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How Electrostatic Discharge Can Ruin Your Electronics And How You Can Prevent It

How Electrostatic Discharge Can Ruin Your Electronics And How You Can Prevent It

Computers possess a number of components that are extremely sensitive to static discharge. Hard drives, processors, memory and even the motherboard may all be ruined if they receive enough of a shock. In many cases, the static electricity built up by your body and other items may be more than enough to cause irreversible damage. Fortunately, this is a problem that can be easily avoided, possibly saving you hundreds of dollars and a lot of trouble.

Avoid Walking On Certa

Before you begin working on a computer, it’s a good idea to avoid walking on linoleum or carpet if you can help it, especially with socks on. Doing so can cause large amounts of static electricity to build up in your body, which could be discharged when you touch a component made of metal, such as a hard drive’s casing or the die on a CPU.

Don’t Work on Carpet

Avoiding doing your work on a carpeted or linoleum-clad surface is as important as not walking on one. If you rub against the carpet or if the computer case slides around on it, sufficient charge can build up and ruin components once it is discharged. If possible, try to work on the computer on a wooden or tile floor. These materials can’t build up an electrical charge, which protects your investment against accidental damage. Another possible option, especially if your home lacks wood or tile flooring, is to use anti-static floor or bench mats designed specially for electrical work. You can usually find these at electronics and home office stores.

Keep Static-Prone Items Away

Any items prone to developing a static charge, such as clothes, televisions, appliances with a motor, balloons and some types of plastic, should be kept away from the computer while you’re working with it. It’s possible that accidentally touching these items while you’re holding a sensitive component could discharge the energy into the part and ruin it.

Touch Metal Before Starting

Before you touch anything inside of the case, it’s important that you discharge any static electricity that you may have stored. You can do this by touching something made of metal. Most people opt to touch the outer metal casing of their computer. This is a convenient way to do it and it won’t harm the delicate components inside since they don’t sit in direct contact with the case.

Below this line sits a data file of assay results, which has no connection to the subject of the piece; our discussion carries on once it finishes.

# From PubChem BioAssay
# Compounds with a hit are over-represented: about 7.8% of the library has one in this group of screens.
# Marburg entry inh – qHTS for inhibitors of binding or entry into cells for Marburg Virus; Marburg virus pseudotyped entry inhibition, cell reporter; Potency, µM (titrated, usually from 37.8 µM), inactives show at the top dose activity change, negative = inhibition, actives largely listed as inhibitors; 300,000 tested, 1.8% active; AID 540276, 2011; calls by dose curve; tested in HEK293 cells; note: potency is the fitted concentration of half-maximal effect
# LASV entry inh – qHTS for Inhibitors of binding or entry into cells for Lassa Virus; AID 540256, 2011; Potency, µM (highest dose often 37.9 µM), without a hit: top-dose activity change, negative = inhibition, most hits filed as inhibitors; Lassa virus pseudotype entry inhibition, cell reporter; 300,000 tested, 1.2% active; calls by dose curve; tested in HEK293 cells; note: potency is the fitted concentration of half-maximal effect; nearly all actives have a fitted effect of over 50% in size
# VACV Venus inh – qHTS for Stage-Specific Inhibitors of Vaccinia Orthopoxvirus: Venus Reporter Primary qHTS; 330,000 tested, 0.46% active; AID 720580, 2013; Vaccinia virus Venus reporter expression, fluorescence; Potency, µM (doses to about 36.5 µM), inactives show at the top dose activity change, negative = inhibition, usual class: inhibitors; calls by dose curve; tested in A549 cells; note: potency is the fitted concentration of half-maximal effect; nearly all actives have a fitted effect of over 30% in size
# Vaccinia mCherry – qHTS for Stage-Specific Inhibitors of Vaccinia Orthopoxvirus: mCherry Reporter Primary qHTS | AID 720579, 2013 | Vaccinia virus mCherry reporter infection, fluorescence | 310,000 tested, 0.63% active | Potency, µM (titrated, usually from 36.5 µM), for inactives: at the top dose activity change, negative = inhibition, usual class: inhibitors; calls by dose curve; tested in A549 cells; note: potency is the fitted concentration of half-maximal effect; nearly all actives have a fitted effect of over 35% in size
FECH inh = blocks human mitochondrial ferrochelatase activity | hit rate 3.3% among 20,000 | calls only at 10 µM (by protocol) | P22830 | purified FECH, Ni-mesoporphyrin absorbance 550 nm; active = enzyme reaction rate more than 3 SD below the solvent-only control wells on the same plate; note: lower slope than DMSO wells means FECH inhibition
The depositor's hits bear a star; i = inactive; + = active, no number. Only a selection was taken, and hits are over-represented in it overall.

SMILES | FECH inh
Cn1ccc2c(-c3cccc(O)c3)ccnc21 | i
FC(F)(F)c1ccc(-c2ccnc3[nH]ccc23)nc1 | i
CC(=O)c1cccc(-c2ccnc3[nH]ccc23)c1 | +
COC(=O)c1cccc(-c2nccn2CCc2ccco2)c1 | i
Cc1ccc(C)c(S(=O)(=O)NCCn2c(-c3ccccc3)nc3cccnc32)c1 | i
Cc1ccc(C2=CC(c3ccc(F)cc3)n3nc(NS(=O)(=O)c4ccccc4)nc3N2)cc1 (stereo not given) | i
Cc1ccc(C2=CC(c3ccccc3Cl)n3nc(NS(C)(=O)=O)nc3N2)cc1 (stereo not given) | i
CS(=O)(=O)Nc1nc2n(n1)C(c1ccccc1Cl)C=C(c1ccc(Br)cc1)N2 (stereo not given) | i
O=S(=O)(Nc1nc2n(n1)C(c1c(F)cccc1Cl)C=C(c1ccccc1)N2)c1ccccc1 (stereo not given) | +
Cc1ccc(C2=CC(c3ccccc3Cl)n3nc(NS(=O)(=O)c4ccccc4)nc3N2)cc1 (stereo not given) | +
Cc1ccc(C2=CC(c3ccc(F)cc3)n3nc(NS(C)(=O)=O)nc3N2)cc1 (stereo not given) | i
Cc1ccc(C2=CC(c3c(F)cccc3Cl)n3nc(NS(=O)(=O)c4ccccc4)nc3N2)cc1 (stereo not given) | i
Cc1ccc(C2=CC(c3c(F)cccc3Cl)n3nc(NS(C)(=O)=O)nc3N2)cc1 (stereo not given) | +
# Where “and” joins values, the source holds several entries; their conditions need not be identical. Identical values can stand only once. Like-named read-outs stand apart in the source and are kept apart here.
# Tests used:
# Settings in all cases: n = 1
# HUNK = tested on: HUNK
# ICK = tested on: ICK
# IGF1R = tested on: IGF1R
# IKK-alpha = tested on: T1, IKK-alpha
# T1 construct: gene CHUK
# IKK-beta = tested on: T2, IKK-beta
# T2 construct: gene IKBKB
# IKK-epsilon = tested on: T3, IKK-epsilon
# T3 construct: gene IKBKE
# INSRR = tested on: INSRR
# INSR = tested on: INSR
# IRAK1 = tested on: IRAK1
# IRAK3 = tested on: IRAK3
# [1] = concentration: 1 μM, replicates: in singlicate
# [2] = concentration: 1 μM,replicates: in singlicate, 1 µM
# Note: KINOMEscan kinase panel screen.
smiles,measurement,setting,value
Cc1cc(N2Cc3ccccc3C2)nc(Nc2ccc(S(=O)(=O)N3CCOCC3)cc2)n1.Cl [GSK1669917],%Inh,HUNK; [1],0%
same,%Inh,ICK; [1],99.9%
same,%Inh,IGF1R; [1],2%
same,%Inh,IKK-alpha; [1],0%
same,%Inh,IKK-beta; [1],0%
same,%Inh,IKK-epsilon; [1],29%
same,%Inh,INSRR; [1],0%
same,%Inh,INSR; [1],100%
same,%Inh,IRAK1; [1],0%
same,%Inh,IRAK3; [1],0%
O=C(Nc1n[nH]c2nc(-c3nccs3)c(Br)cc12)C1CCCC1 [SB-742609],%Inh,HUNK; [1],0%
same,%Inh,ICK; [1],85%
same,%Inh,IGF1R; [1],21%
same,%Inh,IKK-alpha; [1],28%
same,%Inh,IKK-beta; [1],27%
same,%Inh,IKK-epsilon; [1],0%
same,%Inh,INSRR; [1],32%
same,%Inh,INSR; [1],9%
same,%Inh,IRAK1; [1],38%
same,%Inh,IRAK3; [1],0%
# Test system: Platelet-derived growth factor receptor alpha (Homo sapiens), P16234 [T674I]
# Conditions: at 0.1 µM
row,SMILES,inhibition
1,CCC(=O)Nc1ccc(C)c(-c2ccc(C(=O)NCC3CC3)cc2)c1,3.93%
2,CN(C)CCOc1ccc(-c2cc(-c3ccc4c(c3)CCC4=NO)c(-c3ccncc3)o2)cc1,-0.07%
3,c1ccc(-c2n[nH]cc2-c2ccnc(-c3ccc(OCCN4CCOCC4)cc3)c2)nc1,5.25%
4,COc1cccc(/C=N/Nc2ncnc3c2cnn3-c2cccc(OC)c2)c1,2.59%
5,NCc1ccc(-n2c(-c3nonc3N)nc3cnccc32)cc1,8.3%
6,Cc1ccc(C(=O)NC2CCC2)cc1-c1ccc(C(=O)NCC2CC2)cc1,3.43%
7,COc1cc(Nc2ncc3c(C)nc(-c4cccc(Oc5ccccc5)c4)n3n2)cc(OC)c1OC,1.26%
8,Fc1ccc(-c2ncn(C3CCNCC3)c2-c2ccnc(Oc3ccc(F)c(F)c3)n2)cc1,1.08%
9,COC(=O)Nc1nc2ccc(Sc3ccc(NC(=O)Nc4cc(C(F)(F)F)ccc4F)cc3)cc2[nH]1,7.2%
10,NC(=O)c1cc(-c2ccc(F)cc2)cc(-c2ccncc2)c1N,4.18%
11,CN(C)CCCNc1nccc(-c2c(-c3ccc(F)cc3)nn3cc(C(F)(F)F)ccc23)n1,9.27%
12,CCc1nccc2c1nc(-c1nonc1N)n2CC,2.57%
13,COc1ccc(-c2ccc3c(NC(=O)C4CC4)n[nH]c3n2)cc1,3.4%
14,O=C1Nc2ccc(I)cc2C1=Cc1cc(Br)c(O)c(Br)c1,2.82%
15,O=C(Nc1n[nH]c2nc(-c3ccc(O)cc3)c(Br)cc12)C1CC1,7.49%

Anti-Static Wristbands

These devices are often considered essential when you’re working inside of a computer and may be used in conjunction with anti-static mats. They are usually worn on the non-dominant wrist and feature an alligator-type clamp that fastens a conductive wire to the computer’s case. The purpose of this design is to keep you grounded at all times so you don’t develop a static charge. There are also anti-static bands that, rather than using a wire connected to the case, claim to dispel static electricity through ionization. However, buyer beware. This design is widely considered to be ineffective.

Use Anti-Static Bags

If you’re going to store or pack a computer part, you should never place it directly in a regular plastic bag, styrofoam peanuts or bubble wrap. All of these items tend to build up static electricity. Instead, you should always put it in an anti-static bag first. These bags are made of as special plastic that blocks electrostatic discharge. They’re also convenient for setting items on while you’re working.

Mind Your Cleaning Tools

When your computer is full of dust, your first impulse is to use a dusting rag. Some people even use an electrostatic dusting cloth made for dry-mopping the house. This is a bad idea, though. Because they develop an electrostatic charge easily, you should save them for dusting the outside of the machine only. To remove dust from the inside, try using compressed air, cotton swabs or a stiff paintbrush.
Liesl H. is a writer with experience writing in a wide variety of industries, such as home improvement, electronics and technology.
How Electrostatic Discharge Can Ruin Your Electronics And How You Can Prevent It on June 3, 2016 rated 4.5 of 5

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